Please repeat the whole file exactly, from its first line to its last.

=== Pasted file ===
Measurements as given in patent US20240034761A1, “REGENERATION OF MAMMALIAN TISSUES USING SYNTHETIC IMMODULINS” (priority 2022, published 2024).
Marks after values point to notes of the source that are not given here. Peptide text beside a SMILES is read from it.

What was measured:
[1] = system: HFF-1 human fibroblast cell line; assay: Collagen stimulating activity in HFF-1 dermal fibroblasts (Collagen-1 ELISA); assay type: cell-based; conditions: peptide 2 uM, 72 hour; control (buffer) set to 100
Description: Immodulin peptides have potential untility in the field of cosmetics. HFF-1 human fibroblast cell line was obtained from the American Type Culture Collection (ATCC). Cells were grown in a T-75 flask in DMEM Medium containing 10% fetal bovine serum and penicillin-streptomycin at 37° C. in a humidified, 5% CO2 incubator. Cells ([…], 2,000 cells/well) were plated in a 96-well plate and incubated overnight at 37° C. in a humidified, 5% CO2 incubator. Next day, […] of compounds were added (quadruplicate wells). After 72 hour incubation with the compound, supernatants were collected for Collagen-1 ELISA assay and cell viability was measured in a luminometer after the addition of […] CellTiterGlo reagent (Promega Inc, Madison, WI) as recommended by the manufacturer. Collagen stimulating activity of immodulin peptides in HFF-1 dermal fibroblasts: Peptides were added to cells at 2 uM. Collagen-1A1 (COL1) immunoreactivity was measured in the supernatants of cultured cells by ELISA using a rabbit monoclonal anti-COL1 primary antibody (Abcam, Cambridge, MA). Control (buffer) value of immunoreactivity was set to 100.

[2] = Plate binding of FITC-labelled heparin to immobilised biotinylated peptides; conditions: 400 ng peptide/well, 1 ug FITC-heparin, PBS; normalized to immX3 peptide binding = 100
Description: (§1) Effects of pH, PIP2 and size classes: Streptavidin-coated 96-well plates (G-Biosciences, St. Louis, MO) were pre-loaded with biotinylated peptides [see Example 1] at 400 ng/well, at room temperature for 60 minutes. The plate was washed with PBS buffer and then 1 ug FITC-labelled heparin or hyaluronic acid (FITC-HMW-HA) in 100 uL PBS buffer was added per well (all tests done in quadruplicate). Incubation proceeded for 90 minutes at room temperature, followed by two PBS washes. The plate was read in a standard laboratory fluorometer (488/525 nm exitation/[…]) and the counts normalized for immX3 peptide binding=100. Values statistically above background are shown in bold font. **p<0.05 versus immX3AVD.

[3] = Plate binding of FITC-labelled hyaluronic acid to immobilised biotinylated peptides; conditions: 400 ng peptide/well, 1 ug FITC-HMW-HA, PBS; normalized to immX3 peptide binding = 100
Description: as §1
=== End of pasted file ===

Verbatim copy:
Measurements as given in patent US20240034761A1, “REGENERATION OF MAMMALIAN TISSUES USING SYNTHETIC IMMODULINS” (priority 2022, published 2024).
Marks after values point to notes of the source that are not given here. Peptide text beside a SMILES is read from it.

What was measured:
[1] = system: HFF-1 human fibroblast cell line; assay: Collagen stimulating activity in HFF-1 dermal fibroblasts (Collagen-1 ELISA); assay type: cell-based; conditions: peptide 2 uM, 72 hour; control (buffer) set to 100
Description: Immodulin peptides have potential untility in the field of cosmetics. HFF-1 human fibroblast cell line was obtained from the American Type Culture Collection (ATCC). Cells were grown in a T-75 flask in DMEM Medium containing 10% fetal bovine serum and penicillin-streptomycin at 37° C. in a humidified, 5% CO2 incubator. Cells ([…], 2,000 cells/well) were plated in a 96-well plate and incubated overnight at 37° C. in a humidified, 5% CO2 incubator. Next day, […] of compounds were added (quadruplicate wells). After 72 hour incubation with the compound, supernatants were collected for Collagen-1 ELISA assay and cell viability was measured in a luminometer after the addition of […] CellTiterGlo reagent (Promega Inc, Madison, WI) as recommended by the manufacturer. Collagen stimulating activity of immodulin peptides in HFF-1 dermal fibroblasts: Peptides were added to cells at 2 uM. Collagen-1A1 (COL1) immunoreactivity was measured in the supernatants of cultured cells by ELISA using a rabbit monoclonal anti-COL1 primary antibody (Abcam, Cambridge, MA). Control (buffer) value of immunoreactivity was set to 100.

[2] = Plate binding of FITC-labelled heparin to immobilised biotinylated peptides; conditions: 400 ng peptide/well, 1 ug FITC-heparin, PBS; normalized to immX3 peptide binding = 100
Description: (§1) Effects of pH, PIP2 and size classes: Streptavidin-coated 96-well plates (G-Biosciences, St. Louis, MO) were pre-loaded with biotinylated peptides [see Example 1] at 400 ng/well, at room temperature for 60 minutes. The plate was washed with PBS buffer and then 1 ug FITC-labelled heparin or hyaluronic acid (FITC-HMW-HA) in 100 uL PBS buffer was added per well (all tests done in quadruplicate). Incubation proceeded for 90 minutes at room temperature, followed by two PBS washes. The plate was read in a standard laboratory fluorometer (488/525 nm exitation/[…]) and the counts normalized for immX3 peptide binding=100. Values statistically above background are shown in bold font. **p<0.05 versus immX3AVD.

[3] = Plate binding of FITC-labelled hyaluronic acid to immobilised biotinylated peptides; conditions: 400 ng peptide/well, 1 ug FITC-HMW-HA, PBS; normalized to immX3 peptide binding = 100
Description: as §1